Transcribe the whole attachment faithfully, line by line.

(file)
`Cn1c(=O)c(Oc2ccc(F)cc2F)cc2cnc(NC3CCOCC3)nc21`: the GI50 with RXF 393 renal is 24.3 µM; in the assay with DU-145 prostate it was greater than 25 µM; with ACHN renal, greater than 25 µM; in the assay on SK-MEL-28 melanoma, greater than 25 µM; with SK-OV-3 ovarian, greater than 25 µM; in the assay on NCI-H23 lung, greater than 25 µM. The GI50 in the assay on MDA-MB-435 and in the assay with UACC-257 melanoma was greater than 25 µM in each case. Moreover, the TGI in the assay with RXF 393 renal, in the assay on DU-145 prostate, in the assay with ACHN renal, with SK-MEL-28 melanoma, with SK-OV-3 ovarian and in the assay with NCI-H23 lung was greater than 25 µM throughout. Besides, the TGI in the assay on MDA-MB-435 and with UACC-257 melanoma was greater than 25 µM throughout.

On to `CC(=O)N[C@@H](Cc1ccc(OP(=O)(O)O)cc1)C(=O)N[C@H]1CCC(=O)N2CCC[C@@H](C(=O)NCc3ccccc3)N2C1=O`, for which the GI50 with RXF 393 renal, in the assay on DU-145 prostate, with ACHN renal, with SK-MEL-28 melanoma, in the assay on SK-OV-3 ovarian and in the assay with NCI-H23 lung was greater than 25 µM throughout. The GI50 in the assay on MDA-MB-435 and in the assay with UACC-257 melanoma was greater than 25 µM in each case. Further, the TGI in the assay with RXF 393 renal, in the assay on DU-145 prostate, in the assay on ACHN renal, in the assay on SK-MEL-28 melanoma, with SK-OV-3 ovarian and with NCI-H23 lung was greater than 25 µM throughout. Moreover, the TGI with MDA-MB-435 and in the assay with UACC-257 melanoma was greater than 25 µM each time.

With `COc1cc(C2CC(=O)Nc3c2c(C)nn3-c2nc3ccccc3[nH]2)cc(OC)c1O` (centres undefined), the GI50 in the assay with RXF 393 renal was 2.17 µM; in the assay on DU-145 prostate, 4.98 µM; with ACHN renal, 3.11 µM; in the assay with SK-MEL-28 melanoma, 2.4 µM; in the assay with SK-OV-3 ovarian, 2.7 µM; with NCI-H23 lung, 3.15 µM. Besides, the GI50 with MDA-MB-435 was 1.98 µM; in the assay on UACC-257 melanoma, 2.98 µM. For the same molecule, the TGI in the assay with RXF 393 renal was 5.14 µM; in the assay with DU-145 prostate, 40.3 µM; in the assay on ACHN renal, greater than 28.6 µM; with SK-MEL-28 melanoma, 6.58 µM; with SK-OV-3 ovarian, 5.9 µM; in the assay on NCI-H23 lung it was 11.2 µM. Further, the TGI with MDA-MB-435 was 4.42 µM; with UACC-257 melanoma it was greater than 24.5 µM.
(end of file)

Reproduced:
`Cn1c(=O)c(Oc2ccc(F)cc2F)cc2cnc(NC3CCOCC3)nc21`: the GI50 with RXF 393 renal is 24.3 µM; in the assay with DU-145 prostate it was greater than 25 µM; with ACHN renal, greater than 25 µM; in the assay on SK-MEL-28 melanoma, greater than 25 µM; with SK-OV-3 ovarian, greater than 25 µM; in the assay on NCI-H23 lung, greater than 25 µM. The GI50 in the assay on MDA-MB-435 and in the assay with UACC-257 melanoma was greater than 25 µM in each case. Moreover, the TGI in the assay with RXF 393 renal, in the assay on DU-145 prostate, in the assay with ACHN renal, with SK-MEL-28 melanoma, with SK-OV-3 ovarian and in the assay with NCI-H23 lung was greater than 25 µM throughout. Besides, the TGI in the assay on MDA-MB-435 and with UACC-257 melanoma was greater than 25 µM throughout.

On to `CC(=O)N[C@@H](Cc1ccc(OP(=O)(O)O)cc1)C(=O)N[C@H]1CCC(=O)N2CCC[C@@H](C(=O)NCc3ccccc3)N2C1=O`, for which the GI50 with RXF 393 renal, in the assay on DU-145 prostate, with ACHN renal, with SK-MEL-28 melanoma, in the assay on SK-OV-3 ovarian and in the assay with NCI-H23 lung was greater than 25 µM throughout. The GI50 in the assay on MDA-MB-435 and in the assay with UACC-257 melanoma was greater than 25 µM in each case. Further, the TGI in the assay with RXF 393 renal, in the assay on DU-145 prostate, in the assay on ACHN renal, in the assay on SK-MEL-28 melanoma, with SK-OV-3 ovarian and with NCI-H23 lung was greater than 25 µM throughout. Moreover, the TGI with MDA-MB-435 and in the assay with UACC-257 melanoma was greater than 25 µM each time.

With `COc1cc(C2CC(=O)Nc3c2c(C)nn3-c2nc3ccccc3[nH]2)cc(OC)c1O` (centres undefined), the GI50 in the assay with RXF 393 renal was 2.17 µM; in the assay on DU-145 prostate, 4.98 µM; with ACHN renal, 3.11 µM; in the assay with SK-MEL-28 melanoma, 2.4 µM; in the assay with SK-OV-3 ovarian, 2.7 µM; with NCI-H23 lung, 3.15 µM. Besides, the GI50 with MDA-MB-435 was 1.98 µM; in the assay on UACC-257 melanoma, 2.98 µM. For the same molecule, the TGI in the assay with RXF 393 renal was 5.14 µM; in the assay with DU-145 prostate, 40.3 µM; in the assay on ACHN renal, greater than 28.6 µM; with SK-MEL-28 melanoma, 6.58 µM; with SK-OV-3 ovarian, 5.9 µM; in the assay on NCI-H23 lung it was 11.2 µM. Further, the TGI with MDA-MB-435 was 4.42 µM; with UACC-257 melanoma it was greater than 24.5 µM.